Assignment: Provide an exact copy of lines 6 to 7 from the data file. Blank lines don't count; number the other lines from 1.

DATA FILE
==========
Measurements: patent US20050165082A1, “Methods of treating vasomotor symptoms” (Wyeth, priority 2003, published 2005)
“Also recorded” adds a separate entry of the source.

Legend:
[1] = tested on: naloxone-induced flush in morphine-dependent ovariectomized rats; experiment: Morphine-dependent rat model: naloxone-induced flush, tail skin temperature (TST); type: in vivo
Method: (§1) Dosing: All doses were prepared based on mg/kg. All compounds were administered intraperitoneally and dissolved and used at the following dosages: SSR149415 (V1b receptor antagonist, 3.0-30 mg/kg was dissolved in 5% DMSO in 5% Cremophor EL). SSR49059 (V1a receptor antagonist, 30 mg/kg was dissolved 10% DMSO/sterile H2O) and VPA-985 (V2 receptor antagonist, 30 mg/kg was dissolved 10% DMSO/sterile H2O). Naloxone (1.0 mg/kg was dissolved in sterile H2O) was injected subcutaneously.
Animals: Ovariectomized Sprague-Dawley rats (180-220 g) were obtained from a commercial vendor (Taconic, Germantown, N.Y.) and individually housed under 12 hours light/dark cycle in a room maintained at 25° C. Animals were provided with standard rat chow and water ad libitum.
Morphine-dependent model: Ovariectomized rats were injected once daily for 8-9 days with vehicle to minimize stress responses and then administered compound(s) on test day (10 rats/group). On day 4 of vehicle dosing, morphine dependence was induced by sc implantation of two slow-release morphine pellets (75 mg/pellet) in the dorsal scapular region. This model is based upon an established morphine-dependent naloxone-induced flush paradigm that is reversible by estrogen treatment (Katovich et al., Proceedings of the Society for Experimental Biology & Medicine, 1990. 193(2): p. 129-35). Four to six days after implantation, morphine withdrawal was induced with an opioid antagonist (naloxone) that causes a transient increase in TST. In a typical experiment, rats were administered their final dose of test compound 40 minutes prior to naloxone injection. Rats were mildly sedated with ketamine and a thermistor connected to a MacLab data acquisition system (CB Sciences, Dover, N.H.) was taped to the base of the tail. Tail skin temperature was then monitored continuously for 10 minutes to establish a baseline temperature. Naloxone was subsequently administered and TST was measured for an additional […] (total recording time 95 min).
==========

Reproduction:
Animals: Ovariectomized Sprague-Dawley rats (180-220 g) were obtained from a commercial vendor (Taconic, Germantown, N.Y.) and individually housed under 12 hours light/dark cycle in a room maintained at 25° C. Animals were provided with standard rat chow and water ad libitum.
Morphine-dependent model: Ovariectomized rats were injected once daily for 8-9 days with vehicle to minimize stress responses and then administered compound(s) on test day (10 rats/group). On day 4 of vehicle dosing, morphine dependence was induced by sc implantation of two slow-release morphine pellets (75 mg/pellet) in the dorsal scapular region. This model is based upon an established morphine-dependent naloxone-induced flush paradigm that is reversible by estrogen treatment (Katovich et al., Proceedings of the Society for Experimental Biology & Medicine, 1990. 193(2): p. 129-35). Four to six days after implantation, morphine withdrawal was induced with an opioid antagonist (naloxone) that causes a transient increase in TST. In a typical experiment, rats were administered their final dose of test compound 40 minutes prior to naloxone injection. Rats were mildly sedated with ketamine and a thermistor connected to a MacLab data acquisition system (CB Sciences, Dover, N.H.) was taped to the base of the tail. Tail skin temperature was then monitored continuously for 10 minutes to establish a baseline temperature. Naloxone was subsequently administered and TST was measured for an additional […] (total recording time 95 min).